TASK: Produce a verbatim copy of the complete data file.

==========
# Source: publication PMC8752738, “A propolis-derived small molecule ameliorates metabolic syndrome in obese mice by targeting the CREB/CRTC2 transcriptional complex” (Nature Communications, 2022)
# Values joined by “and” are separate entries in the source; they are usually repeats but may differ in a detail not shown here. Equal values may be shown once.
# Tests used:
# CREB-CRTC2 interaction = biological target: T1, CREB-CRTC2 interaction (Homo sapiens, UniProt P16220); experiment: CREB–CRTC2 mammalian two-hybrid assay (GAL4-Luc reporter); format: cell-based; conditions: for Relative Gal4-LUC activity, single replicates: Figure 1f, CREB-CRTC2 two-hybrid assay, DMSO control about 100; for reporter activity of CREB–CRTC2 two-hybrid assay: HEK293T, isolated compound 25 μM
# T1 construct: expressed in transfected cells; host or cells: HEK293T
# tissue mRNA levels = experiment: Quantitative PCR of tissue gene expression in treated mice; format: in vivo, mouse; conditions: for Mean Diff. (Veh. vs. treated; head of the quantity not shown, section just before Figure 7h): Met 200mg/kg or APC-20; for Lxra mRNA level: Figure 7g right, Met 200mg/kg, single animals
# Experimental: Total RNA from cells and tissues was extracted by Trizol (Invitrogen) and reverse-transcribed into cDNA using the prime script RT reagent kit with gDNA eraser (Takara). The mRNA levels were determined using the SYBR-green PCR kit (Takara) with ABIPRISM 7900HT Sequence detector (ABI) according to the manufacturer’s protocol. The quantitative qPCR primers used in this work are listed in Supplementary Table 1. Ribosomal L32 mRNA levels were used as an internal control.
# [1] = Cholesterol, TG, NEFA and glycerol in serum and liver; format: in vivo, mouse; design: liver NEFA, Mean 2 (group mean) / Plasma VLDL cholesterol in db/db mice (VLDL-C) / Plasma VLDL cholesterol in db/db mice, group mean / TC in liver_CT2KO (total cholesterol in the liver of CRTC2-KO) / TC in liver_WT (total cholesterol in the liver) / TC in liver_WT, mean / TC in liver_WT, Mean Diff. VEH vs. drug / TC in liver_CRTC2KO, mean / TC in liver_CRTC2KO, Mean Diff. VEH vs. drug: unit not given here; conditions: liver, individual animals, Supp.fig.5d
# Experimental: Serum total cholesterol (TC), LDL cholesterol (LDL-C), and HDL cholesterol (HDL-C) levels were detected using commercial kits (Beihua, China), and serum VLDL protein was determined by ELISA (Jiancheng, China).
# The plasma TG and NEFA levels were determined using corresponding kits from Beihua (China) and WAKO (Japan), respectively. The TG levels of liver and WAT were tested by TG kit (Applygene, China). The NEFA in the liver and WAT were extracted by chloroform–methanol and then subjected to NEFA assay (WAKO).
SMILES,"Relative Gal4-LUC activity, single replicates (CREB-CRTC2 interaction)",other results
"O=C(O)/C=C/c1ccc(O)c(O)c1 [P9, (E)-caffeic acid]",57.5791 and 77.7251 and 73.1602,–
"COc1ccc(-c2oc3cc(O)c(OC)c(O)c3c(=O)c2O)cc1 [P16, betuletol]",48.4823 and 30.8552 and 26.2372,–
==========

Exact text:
# Source: publication PMC8752738, “A propolis-derived small molecule ameliorates metabolic syndrome in obese mice by targeting the CREB/CRTC2 transcriptional complex” (Nature Communications, 2022)
# Values joined by “and” are separate entries in the source; they are usually repeats but may differ in a detail not shown here. Equal values may be shown once.
# Tests used:
# CREB-CRTC2 interaction = biological target: T1, CREB-CRTC2 interaction (Homo sapiens, UniProt P16220); experiment: CREB–CRTC2 mammalian two-hybrid assay (GAL4-Luc reporter); format: cell-based; conditions: for Relative Gal4-LUC activity, single replicates: Figure 1f, CREB-CRTC2 two-hybrid assay, DMSO control about 100; for reporter activity of CREB–CRTC2 two-hybrid assay: HEK293T, isolated compound 25 μM
# T1 construct: expressed in transfected cells; host or cells: HEK293T
# tissue mRNA levels = experiment: Quantitative PCR of tissue gene expression in treated mice; format: in vivo, mouse; conditions: for Mean Diff. (Veh. vs. treated; head of the quantity not shown, section just before Figure 7h): Met 200mg/kg or APC-20; for Lxra mRNA level: Figure 7g right, Met 200mg/kg, single animals
# Experimental: Total RNA from cells and tissues was extracted by Trizol (Invitrogen) and reverse-transcribed into cDNA using the prime script RT reagent kit with gDNA eraser (Takara). The mRNA levels were determined using the SYBR-green PCR kit (Takara) with ABIPRISM 7900HT Sequence detector (ABI) according to the manufacturer’s protocol. The quantitative qPCR primers used in this work are listed in Supplementary Table 1. Ribosomal L32 mRNA levels were used as an internal control.
# [1] = Cholesterol, TG, NEFA and glycerol in serum and liver; format: in vivo, mouse; design: liver NEFA, Mean 2 (group mean) / Plasma VLDL cholesterol in db/db mice (VLDL-C) / Plasma VLDL cholesterol in db/db mice, group mean / TC in liver_CT2KO (total cholesterol in the liver of CRTC2-KO) / TC in liver_WT (total cholesterol in the liver) / TC in liver_WT, mean / TC in liver_WT, Mean Diff. VEH vs. drug / TC in liver_CRTC2KO, mean / TC in liver_CRTC2KO, Mean Diff. VEH vs. drug: unit not given here; conditions: liver, individual animals, Supp.fig.5d
# Experimental: Serum total cholesterol (TC), LDL cholesterol (LDL-C), and HDL cholesterol (HDL-C) levels were detected using commercial kits (Beihua, China), and serum VLDL protein was determined by ELISA (Jiancheng, China).
# The plasma TG and NEFA levels were determined using corresponding kits from Beihua (China) and WAKO (Japan), respectively. The TG levels of liver and WAT were tested by TG kit (Applygene, China). The NEFA in the liver and WAT were extracted by chloroform–methanol and then subjected to NEFA assay (WAKO).
SMILES,"Relative Gal4-LUC activity, single replicates (CREB-CRTC2 interaction)",other results
"O=C(O)/C=C/c1ccc(O)c(O)c1 [P9, (E)-caffeic acid]",57.5791 and 77.7251 and 73.1602,–
"COc1ccc(-c2oc3cc(O)c(OC)c(O)c3c(=O)c2O)cc1 [P16, betuletol]",48.4823 and 30.8552 and 26.2372,–